5. Scrape the sides of the bowl and add the beaten eggs, almond extract, and grated peels and mix on medium speed for 30 seconds.
  6. Scrape the sides again and mix on high for 3 minutes.
  7. By hand, stir in the raisins and oranges soaked in rum.
  8. Replace the paddle with the dough hook on the mixer. Add 5 cups of flour and turn the mixer on medium for 3-4 minutes.
  9. Remove the dough from the bowl and place on a counter covered in 1 cup of flour. Knead the flour into the dough for 4 minutes. Pat the dough into a large ball.
  10. Oil a large bowl and place the dough ball into the bowl, turning to coat the outside in the oil. Cover the bowl with plastic wrap and set in a warm, moist place for 90 minutes or until doubled in size.
  11. Punch down dough 3-4 times.
  12. Remove the dough from the bowl divide into 8 even pieces. I weighed the dough in grams then divided by 8. I weighed each dough ball to the same size to ensure consistency among my loaves.
  13. Cover with a towel and let rest for 10 minutes.
  14. Form each piece of weighed dough into an oval shaped loaf the place on a baking sheet covered in parchment paper.
  15. Once all the dough is on the baking sheet, cover with a cloth and let rise until doubled in size, about 45 minutes.
  16. Preheat oven to 375F degrees if using a light baking sheet. Preheat oven to 350F degrees if using a non-stick/dark baking sheet.
  17. Bake the dough for 30 minutes on the top rack in your oven. Rotate the pan 180 degrees then bake 5 more minutes. Check the bottom of the loaves to ensure they are not burning. Bake 5 more minutes if necessary but do not over bake! The loaves will be perfect when the bottoms are golden and the tops are firm and a light brown.
  18. Remove the baked loaves from the sheet and allow them to cool on racks until completely cool.
  19. Place the 2-3 cups of sugar into a rectangle baking dish.
  20. Brush melted butter over the entire top surface of each loaf the place in the baking dish with the sugar. Scoop the sugar over the entire loaf so it's covered completely. Tap off any extra and then place back on the cooling rack. Repeat with all the loaves.
  21. Dust a generous amount of powdered sugar over the top of each loaf.
  22. Wrap in plastic wrap or place in a gift bag for storage. Do not place in a plastic box, the sugar will melt into the bread.
  23. The Stollen will stay fresh for 2-3 days but after that will begin to dry out. It's best if enjoyed immediately!

Check out these other German recipes I have made since living here!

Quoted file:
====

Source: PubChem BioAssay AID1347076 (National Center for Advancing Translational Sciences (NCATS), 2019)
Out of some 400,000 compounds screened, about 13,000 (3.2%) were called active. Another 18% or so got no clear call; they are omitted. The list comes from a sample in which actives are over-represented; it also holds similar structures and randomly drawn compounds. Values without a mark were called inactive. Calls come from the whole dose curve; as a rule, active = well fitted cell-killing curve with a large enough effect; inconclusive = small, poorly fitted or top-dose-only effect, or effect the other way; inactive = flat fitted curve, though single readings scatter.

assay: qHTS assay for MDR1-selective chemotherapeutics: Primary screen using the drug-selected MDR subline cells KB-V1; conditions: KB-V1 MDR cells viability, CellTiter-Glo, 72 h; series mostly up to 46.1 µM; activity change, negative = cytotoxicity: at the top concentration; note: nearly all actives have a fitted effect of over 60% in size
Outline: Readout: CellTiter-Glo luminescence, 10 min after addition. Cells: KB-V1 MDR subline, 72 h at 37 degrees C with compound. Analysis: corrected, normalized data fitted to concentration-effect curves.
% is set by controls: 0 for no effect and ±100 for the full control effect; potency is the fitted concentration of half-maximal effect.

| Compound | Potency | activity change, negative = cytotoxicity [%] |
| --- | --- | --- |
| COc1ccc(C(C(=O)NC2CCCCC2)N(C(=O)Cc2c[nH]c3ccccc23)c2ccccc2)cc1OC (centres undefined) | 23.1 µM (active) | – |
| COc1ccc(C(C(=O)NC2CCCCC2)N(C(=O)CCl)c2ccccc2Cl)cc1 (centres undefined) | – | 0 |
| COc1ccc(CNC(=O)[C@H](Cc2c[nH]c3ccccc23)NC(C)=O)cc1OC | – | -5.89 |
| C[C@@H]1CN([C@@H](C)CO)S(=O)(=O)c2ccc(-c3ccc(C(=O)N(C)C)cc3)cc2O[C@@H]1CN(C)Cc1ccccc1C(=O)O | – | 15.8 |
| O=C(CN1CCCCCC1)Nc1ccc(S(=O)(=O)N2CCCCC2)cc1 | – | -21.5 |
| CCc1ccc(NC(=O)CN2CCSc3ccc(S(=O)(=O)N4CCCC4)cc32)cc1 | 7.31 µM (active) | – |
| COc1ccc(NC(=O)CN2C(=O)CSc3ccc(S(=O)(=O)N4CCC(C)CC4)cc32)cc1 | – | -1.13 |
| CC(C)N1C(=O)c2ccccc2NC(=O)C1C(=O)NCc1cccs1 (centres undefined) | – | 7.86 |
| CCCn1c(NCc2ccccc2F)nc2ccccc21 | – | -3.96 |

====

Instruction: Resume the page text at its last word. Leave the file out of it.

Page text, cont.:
Lebkuchen - a traditional German holiday cookie made with almonds, spices and honey | JavaCupcake.com

Lebkuchen – Traditional German Christmas Cookies

Schokokipferl | JavaCupcake.com #OXOGoodCookies

Schokokipferl – A twist on a German classic

Apfeltasche - German Apple Turnover | JavaCupcake.com

Apfeltasche – A German apple turnover

Apfeltasche - German Apple Turnover | JavaCupcake.com

Apfeltasche – German Apple Turnover

This is a sponsored conversation written by me on behalf of KitchenAid. All opinions and text are mine.

Apfeltasche - German Apple Turnover | JavaCupcake.com

I am inspired by the world around me every day to create and try new things in the kitchen.  Recently, I’ve been seeing pastries pop up in the local German bakeries filled will delicious apples.  The Apfeltasche or the Apple Turnover is one of my husband’s absolute favorite goodie from the bakery so I knew I had to try and recreate it at home!

I absolutely love my KitchenAid Stand Mixer and use it any chance I get.  This Apfeltasche recipe is the perfect opportunity to use my KitchenAid Stand Mixer because it requires the use of both the paddle and and dough hook to make the dough.

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Apfeltasche - German Apple Turnover | JavaCupcake.com

I was especially inspired by this recipe because the dough calls for the use of Quark.  If you aren’t farmiliar with Quark is a warmed soured milk that is strained until you have a thick creamy cheese left.  It is similar to cottage cheese, ricotta or mascarpone.  Since quark is hard to find in the USA, I used mascarpone in this recipe.  The quark is mixed with oil and eggs before flour is added.

One of the best things about German baking is that their pastries are not overly sweet.  This recipe is no exception.

Apfeltasche - German Apple Turnover | JavaCupcake.com

The apples are really the star of this apple turnover.  Tart Granny Smith apples are used to fill the turnover and are simply spiced with sugar and cinnamon.  Each bite of this turnover is a bit sweet but a lot tart, delicious apple.  Serving this Apfeltasche with a cup of coffee would be the perfect Sunday morning treat for you and your loved one.

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Apfeltasche

Yield: 8